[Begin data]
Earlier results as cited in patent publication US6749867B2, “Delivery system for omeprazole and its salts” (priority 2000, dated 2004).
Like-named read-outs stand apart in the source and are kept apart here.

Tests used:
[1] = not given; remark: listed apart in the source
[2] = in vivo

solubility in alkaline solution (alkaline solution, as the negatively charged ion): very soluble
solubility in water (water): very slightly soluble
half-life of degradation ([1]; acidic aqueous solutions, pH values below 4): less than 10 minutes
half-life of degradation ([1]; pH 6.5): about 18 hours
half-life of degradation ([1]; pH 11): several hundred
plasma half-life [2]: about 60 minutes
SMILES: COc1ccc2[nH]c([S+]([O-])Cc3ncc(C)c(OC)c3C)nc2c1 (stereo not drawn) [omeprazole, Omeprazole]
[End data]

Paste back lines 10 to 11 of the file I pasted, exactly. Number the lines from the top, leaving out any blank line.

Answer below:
half-life of degradation ([1]; pH 11): several hundred
plasma half-life [2]: about 60 minutes